It is a move described by many as historic, coming almost a year after a campaign by advocates of female enfranchisement won through, despite strong opposition from traditional, tribal and Islamist deputies.
Yet as the campaign moves into its closing stages, the widespread view is that many women will probably cast their votes for just those conservative and even anti-enfranchisement candidates.
“Most women did not want to participate in politics,” says Islamist candidate and member of parliament Waleed M al-Tabtabae, who is running in Kuwait City’s hotly contested Keifan district.
He voted against women being given the vote when the subject was debated last year in parliament.
“This was a heavy duty put upon them. The majority of women are in favour of us and opposed to having the vote,” he told Aljazeera.net.
The June 29 elections were called by Sheikh Sabah al-Ahmad Al-Sabah, the emir, after he dissolved parliament last month.
In the crossfire
The issue of the franchise has drawn strong reactions from many women too.
At a recent diwaniya, or assembly, called by al-Tabtabae to promote his campaign, one woman in the audience asked: “Why should we vote for you when you voted against us having the right to vote?”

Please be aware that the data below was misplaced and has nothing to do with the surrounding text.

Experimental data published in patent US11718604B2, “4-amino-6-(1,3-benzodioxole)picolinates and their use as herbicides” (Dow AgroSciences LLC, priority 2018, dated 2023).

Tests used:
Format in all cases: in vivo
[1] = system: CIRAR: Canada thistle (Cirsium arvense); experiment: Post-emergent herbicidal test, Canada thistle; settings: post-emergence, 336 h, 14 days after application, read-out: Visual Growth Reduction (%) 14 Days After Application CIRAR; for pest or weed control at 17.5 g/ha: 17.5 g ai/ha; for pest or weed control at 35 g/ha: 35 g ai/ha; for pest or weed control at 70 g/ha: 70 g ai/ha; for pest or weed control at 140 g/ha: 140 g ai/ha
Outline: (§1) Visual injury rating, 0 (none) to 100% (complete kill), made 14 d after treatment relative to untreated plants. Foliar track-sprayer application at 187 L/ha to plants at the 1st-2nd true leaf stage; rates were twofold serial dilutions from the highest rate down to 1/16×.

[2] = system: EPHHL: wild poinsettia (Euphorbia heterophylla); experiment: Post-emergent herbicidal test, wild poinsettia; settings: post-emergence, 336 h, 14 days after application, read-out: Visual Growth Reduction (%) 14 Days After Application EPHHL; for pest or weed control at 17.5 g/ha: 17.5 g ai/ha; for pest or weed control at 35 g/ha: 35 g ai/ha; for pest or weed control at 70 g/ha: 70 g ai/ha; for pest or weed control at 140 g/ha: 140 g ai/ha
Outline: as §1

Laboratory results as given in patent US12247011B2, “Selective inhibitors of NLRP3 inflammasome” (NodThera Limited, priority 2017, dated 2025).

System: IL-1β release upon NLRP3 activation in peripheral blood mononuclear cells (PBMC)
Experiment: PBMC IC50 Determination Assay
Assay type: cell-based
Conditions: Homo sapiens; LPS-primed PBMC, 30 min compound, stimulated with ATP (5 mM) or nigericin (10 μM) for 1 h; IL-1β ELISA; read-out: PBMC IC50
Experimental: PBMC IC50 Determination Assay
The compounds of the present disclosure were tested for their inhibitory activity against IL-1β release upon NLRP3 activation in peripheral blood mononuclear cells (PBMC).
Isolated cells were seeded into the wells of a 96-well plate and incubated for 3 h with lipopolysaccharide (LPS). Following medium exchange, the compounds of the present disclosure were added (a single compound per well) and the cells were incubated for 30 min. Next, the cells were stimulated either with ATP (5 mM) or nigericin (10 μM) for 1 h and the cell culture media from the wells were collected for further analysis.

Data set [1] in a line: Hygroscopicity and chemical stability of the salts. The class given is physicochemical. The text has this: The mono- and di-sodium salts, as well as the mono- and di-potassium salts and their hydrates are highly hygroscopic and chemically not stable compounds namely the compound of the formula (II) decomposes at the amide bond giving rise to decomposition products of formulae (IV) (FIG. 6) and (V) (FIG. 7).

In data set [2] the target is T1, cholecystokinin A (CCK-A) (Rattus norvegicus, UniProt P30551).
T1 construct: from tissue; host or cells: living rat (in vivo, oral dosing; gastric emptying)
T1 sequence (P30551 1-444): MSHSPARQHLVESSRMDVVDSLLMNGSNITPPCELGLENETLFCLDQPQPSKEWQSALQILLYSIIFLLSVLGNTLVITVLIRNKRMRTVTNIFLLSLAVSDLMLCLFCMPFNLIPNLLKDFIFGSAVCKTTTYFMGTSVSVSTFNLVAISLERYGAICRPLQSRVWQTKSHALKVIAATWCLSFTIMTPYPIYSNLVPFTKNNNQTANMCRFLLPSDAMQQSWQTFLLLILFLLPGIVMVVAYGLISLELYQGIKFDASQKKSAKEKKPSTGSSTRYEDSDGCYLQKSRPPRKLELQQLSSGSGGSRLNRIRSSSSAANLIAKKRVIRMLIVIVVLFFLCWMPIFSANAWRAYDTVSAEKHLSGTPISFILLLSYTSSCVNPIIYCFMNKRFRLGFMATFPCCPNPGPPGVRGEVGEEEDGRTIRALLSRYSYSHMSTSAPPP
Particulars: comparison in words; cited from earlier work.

|Kuwaiti women voted in municipal
elections for the first time in April
She was immediately shouted down by other women and told she was “not welcome”.
“I was amazed,” said Massuma al-Zaid, who will probably vote in Keifan for Aisha al-Reshaid, one of 30 female candidates in the race for 50 seats in the National Assembly.
“To be shouted down by people who are ready to vote away their own rights.”
Others see things differently.
Fatimah al-Haysa, who will vote for al-Tabtabae, says: “It is about Islam and about protecting the family. We do not want to see these things eroded by ideas which we feel are not in keeping with our beliefs.”
Kuwait’s Islamic authorities are generally behind women voting, provided they do so in separate voting booths and attend separate, women-only campaign meetings.
Most candidates have therefore organised two separate election headquarters and are running two parallel campaigns.